Welcome to Cannabis Conclusions, a unique educational series from Higher Learning LV that is targeted at hemp and cannabis industry professionals. This series provides readers with the conclusion section from important modern peer-reviewed research studies.
A May 2021 study entitled "Are the Acute Effects of THC Different in Aging Adults?" that was published in the journal Brain Sciences investigated "whether age is associated with the deleterious effects of THC on cognitive performance and other behavioral measures."
The study reported that large-scale research suggests "that older adults increased their use of cannabis at astounding rates from 2007 to 2016." The researchers noted that, during this same period, adult-use began to be legalized at the state level in the U.S.
"To put this unprecedented shift in perspective, 34 percent of the U.S. population gained legal access to recreational cannabis in less than ten years, and 68 percent now have legal access to medicinal cannabis," reported the study's authors.
The research included 86 human participants, all of whom were either between ages of 21 and 25 or between the ages of 55 and 70. "There were no significant differences in gender or race among the two age groups," reported the scientific investigation.
The report noted "no significant age group differences regarding participants' total number of cannabis use days in the past 30-days."
"The age onset of regular cannabis use (i.e., once per week) was significantly different between age groups, where the older group started using cannabis regularly at a later age compared with the younger group," reported the study's authors.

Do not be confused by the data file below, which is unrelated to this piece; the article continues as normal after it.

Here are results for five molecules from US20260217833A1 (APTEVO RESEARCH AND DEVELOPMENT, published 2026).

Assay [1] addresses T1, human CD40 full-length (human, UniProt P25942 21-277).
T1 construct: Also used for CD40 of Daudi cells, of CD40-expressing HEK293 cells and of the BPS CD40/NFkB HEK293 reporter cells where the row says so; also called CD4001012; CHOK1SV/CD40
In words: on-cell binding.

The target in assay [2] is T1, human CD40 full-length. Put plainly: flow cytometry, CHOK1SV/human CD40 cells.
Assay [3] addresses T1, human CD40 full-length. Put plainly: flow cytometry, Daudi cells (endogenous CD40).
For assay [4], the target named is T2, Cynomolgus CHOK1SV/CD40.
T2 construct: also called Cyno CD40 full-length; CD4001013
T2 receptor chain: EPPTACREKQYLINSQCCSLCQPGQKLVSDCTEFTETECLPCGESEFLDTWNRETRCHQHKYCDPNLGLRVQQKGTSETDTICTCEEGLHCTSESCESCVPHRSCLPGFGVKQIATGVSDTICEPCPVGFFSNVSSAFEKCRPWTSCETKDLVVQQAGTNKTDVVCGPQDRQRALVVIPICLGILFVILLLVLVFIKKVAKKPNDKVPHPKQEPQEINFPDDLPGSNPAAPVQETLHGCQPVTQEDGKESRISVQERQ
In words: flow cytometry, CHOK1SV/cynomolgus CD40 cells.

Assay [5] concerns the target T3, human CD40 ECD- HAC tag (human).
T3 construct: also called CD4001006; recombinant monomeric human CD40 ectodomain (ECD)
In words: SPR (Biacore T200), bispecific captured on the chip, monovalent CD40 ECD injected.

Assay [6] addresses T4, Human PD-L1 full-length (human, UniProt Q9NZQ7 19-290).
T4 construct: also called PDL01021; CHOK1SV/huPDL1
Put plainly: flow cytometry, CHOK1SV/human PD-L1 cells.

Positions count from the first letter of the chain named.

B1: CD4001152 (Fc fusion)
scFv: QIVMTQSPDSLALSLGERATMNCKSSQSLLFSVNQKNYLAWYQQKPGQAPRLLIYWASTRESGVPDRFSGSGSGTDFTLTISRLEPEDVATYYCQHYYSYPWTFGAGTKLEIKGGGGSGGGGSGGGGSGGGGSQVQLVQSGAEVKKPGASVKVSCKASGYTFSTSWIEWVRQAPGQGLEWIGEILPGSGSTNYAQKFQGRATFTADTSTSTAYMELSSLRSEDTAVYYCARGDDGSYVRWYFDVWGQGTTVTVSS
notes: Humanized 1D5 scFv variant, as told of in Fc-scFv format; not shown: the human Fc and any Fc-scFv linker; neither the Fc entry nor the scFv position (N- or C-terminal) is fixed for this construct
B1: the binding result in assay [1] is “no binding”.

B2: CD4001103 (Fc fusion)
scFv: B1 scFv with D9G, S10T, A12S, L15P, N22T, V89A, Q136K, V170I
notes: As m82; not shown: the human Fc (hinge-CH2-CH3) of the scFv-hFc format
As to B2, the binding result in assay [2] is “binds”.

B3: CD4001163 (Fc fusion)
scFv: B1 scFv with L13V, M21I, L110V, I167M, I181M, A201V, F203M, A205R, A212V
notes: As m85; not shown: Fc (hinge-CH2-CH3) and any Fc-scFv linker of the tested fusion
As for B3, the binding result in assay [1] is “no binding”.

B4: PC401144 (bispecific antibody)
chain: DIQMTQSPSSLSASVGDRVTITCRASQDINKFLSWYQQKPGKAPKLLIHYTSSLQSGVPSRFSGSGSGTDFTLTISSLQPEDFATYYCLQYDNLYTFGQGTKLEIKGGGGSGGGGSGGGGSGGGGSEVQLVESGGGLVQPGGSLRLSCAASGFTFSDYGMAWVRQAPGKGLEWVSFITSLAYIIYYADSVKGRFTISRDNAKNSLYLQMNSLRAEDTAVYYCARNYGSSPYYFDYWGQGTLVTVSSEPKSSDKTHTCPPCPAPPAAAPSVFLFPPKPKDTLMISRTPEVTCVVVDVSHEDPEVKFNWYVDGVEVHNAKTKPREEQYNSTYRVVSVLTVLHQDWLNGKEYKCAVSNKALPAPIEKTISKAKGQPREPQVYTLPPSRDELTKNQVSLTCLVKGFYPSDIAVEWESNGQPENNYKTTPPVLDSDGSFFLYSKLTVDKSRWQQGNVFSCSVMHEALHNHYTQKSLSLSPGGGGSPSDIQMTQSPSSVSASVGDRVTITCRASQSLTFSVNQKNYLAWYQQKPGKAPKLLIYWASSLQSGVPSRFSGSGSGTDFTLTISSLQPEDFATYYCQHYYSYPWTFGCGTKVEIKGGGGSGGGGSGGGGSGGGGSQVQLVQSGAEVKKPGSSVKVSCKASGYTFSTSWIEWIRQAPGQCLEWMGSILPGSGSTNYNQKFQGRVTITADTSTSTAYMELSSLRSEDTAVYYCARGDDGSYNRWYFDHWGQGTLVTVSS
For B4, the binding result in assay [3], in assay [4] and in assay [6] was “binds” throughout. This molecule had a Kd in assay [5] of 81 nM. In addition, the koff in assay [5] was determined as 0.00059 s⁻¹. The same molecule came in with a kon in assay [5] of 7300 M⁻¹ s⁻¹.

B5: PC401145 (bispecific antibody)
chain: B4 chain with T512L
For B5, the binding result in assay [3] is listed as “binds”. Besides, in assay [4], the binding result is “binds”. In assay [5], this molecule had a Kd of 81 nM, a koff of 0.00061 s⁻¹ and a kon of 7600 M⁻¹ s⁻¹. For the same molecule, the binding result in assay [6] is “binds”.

The report noted "no significant age group differences regarding participants' total number of cannabis use days in the past 30-days, which included combining any day they used cannabis flower, edibles, or concentrated cannabis." It explained that the older group featured more edible use days than the younger group, but that no differences between the groups emerged for the total number of flower or concentrate days in the past 30 days.
"The current study was exploratory and had several limitations that should be considered. The participant data utilized in this study were subsampled from a larger study, and age groups obtained from the large participant sample were small. Additionally, dosing and administration methods were not controlled because federal law prohibits the experimental administration of cannabis legally available in state-regulated markets.
"However, given the public health implications of this study, focused research is clearly needed on the effects of cannabis products in the aging population, as they are at higher risk for neurodegeneration and cognitive decline.
"Focused research is clearly needed on the effects of cannabis products in the aging population, as they are at higher risk for neurodegeneration and cognitive decline."
"Notably, recent epidemiological research indicates the greatest increase in cannabis use rates in the older adult population. Therefore, with expanding legalization and availability of cannabis, experimental observations concerning the impact of cannabis on cognitive impairment in the aging population are critical.
"In particular, studies need to be conducted in adults aged 65 and older and should include measures that may reflect other potential risks of cannabis in this population (e.g., dizziness, vertigo, balance, motor function, and driving). Importantly, given the well-documented age-dependent changes in the ECS, future studies should examine whether age-related changes in the ECS mediate the effect of THC and other cannabinoids."
View the original study.
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